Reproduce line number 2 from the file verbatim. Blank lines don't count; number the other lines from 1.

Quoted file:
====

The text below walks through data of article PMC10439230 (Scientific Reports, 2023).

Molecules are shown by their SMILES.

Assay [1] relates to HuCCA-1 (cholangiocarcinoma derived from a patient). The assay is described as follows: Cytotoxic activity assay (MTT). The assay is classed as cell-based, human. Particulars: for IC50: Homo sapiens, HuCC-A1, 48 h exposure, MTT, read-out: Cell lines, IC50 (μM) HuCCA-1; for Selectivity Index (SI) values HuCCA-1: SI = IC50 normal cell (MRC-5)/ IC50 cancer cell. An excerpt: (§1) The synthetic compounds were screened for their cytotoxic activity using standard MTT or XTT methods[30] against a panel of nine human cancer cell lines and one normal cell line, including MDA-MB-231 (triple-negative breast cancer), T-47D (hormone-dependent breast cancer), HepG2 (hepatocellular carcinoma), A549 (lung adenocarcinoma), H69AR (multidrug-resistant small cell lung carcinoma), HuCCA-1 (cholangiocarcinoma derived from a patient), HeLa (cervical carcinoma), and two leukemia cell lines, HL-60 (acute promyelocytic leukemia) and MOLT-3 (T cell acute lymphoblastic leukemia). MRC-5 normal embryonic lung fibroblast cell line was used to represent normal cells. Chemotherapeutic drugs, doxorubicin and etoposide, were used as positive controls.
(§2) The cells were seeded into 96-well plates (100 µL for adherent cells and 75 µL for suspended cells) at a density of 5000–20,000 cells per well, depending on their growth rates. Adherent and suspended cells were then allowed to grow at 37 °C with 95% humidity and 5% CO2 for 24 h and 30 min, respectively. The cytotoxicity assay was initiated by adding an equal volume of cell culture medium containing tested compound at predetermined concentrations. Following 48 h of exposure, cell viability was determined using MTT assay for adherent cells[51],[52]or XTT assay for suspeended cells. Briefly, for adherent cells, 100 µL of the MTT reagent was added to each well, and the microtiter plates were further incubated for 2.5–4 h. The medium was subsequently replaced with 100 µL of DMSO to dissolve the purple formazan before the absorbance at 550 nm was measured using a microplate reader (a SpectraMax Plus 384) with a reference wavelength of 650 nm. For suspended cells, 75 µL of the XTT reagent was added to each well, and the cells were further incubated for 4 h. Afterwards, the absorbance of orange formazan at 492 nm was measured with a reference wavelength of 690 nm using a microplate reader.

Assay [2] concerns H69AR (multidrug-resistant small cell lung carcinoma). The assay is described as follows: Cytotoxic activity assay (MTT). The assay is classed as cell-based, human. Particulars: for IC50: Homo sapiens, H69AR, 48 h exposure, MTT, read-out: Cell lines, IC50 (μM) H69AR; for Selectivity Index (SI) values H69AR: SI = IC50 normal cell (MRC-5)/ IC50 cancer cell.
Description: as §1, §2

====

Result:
Molecules are shown by their SMILES.